Which Travelers Have 'Hostile Intent'? A Biometric Device May Have the Answer

At airport security checkpoints in Knoxville, TN, this summer, scores of departing passengers were chosen to step behind a curtain, sit in a metallic oval booth and don headphones, the Wall Street Journal reports. With one hand inserted into a sensor that monitors physical responses, the travelers used the other hand to answer questions on a touch screen about their plans. A machine measured biometric responses—blood pressure, pulse and sweat levels—that then were analyzed by software. The idea was to ferret out U.S. officials who were carrying out carefully constructed but make-believe terrorist missions. The trial of the Israeli-developed system represents an effort by the U.S. Transportation Security Administration to determine whether technology can spot passengers who have "hostile intent." In effect, the screening system attempts to mechanize Israel's vaunted airport-security process by using algorithms, artificial-intelligence software and polygraph principles. The test alone signals a push for new ways to combat terrorists using technology. Authorities are convinced that beyond hunting for weapons and dangerous liquids brought on board airliners, the battle for security lies in identifying dangerous passengers. Security specialists say such technology can enhance, but not replace, existing detection machines and procedures.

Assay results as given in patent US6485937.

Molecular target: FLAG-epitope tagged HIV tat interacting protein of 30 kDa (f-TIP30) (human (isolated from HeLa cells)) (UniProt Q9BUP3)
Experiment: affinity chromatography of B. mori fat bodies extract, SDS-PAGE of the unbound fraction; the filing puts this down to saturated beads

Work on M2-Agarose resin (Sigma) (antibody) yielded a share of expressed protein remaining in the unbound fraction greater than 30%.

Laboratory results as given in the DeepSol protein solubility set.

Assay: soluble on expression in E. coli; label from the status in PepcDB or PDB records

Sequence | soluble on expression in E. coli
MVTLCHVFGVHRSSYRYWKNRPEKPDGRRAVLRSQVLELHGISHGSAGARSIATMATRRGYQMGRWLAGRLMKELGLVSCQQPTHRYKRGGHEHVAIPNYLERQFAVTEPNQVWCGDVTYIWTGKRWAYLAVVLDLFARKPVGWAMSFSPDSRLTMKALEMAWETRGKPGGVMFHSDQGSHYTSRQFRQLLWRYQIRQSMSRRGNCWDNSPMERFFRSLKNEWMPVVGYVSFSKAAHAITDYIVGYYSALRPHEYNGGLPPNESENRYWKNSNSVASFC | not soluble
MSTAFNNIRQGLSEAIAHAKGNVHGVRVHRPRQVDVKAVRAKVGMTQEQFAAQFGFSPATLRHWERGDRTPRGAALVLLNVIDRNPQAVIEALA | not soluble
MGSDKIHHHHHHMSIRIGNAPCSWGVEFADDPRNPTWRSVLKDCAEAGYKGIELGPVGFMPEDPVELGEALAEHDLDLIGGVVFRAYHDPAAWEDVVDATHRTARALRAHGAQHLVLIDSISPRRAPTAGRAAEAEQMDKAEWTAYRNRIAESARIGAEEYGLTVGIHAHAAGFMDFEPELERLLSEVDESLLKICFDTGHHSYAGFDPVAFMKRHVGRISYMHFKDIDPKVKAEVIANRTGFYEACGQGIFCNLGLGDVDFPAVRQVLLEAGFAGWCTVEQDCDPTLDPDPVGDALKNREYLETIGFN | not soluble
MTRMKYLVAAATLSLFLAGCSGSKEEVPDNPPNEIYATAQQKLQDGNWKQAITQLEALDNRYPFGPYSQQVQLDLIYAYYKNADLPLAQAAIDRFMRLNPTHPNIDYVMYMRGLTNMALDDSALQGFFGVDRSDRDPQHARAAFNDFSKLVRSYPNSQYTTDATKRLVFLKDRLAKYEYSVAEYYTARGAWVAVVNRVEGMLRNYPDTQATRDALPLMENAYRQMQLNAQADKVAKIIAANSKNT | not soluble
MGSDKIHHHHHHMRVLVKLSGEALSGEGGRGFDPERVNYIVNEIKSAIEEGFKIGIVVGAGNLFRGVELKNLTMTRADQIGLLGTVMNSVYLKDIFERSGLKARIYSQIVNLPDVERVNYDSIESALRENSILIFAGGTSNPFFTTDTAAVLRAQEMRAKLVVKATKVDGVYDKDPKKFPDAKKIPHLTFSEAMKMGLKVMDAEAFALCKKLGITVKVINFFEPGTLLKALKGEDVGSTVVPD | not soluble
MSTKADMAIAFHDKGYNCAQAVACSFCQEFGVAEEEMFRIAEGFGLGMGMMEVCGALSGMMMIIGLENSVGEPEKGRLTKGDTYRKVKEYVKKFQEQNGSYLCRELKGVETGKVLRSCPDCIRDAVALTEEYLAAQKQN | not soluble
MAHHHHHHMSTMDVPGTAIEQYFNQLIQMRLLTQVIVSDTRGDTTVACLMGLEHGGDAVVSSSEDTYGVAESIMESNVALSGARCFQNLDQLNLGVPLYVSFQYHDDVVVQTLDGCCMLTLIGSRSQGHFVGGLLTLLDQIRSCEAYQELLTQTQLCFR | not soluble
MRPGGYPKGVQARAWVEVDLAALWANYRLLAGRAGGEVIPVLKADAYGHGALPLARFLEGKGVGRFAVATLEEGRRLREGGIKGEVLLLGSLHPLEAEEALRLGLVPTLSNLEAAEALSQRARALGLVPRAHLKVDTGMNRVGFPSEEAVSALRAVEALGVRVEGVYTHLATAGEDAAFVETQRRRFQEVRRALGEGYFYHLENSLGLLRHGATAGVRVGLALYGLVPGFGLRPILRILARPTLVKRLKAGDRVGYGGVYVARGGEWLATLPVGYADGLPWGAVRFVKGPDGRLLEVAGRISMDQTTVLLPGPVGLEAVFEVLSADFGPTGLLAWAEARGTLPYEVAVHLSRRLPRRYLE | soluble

Suggested Articles:

Grand Bahama Island has already rebounded from Hurricane Dorian, United will add new service and the Jonas Brothers will play a concert. Here's more.G

Called Timeshifter, the app creates personalized plans to help travelers crossing three or more time zones. More here.

Advisors had the chance to attend Viking Cruises’ Executive Retreat and Travel Corporation’s Family Day. Take a look.